Jim Craig hits out at Leo Cullen; Kevin McStay on impressive Cavan
Morning Sports Briefing: Keep ahead of the game with ‘The Irish Times’ sports team
Leinster’s Andrew Porter during training. Photo: Laszlo Geczo/Inpho
The Pro14 final might sometimes have the feeling of “after the lord mayor’s” show about it what with European exploits ultimately defining Leinster’s season but this weekend’s clash in Glasgow may well have an edge to it after Warriors head coach Dave Rennie responded to remarks made by Leo Cullen. The Leinster boss had said that Glasgow players “all support Rangers I’ve been told” and Rennie has responded by playing it down and saying Glasgow have a mix of players who support all different football clubs. But one person who wasn’t so blasé about it is former Celtic player Jim Craig. “It’s nonsense, like a lot of things like that. But you’ve got to put up with it. If I ever meet Mr Cullen I’ll have a private word with him. He got publicity over his words, and maybe that’s what he was wanting,” said the Lisbon Lion. Johnny Sexton will look to make his return to the Leinster team this weekend after sitting on the bench for the win over Munster on Saturday. However, Leinster coach Felipe Contepomi has said it must be made clear that the Leinster No10 was not dropped. “I’m not saying journalists but you want to have a headline of ‘Jonathan Sexton dropped’. We don’t drop him, we all agree and are in the same boat, and Johnny is one of them,” Contepomi said. Meanwhile, in his column this morning, Gerry Thornley writes that Munster have ended the season banging off their glass ceiling having reached two semi-finals but losing in both of them. Munster’s season looks less successful by comparison with their high-achieving neighbours who have a superior in-house production line of talent and more financial resources but there is more to it, he writes.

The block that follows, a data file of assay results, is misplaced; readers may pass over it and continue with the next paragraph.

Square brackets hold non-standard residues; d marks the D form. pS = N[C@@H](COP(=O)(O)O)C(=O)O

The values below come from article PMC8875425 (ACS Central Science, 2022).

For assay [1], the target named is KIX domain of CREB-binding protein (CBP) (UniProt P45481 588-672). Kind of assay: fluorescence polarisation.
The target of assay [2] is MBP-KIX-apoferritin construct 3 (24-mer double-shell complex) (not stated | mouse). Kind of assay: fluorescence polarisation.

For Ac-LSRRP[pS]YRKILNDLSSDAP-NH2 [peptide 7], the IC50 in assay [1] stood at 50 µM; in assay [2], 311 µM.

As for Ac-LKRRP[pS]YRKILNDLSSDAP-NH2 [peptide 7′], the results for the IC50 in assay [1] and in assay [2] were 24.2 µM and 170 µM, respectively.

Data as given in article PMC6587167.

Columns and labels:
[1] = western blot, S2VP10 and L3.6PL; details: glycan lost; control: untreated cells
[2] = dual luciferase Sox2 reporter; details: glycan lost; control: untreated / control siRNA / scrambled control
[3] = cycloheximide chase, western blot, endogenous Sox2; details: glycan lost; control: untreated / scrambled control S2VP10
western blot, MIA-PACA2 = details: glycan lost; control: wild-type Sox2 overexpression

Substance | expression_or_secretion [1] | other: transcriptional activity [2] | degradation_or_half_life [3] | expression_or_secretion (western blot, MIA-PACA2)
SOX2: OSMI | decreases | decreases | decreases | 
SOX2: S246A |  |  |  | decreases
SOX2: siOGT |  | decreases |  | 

In GAA Kevin McStay is looking at Cavan in his column this morning and how they came of age in their win over Monaghan at the weekend. After facing relegation from Division One just a few months ago they would have had weeks to build up to this game and focus on it, he writes. “Relegation can leave a squad and management feeling disoriented and just low. Certainly I know we felt terribly lonely and questioned ourselves having had such a drubbing of a league experience.” One of the results of the weekend in the hurling championship was Cork upsetting Limerick on Sunday. One of the more eye-catching decisions in that game was for Cork manager John Meyler to start Aidan Walsh. However, as Seán Moran writes, that decision very much paid off.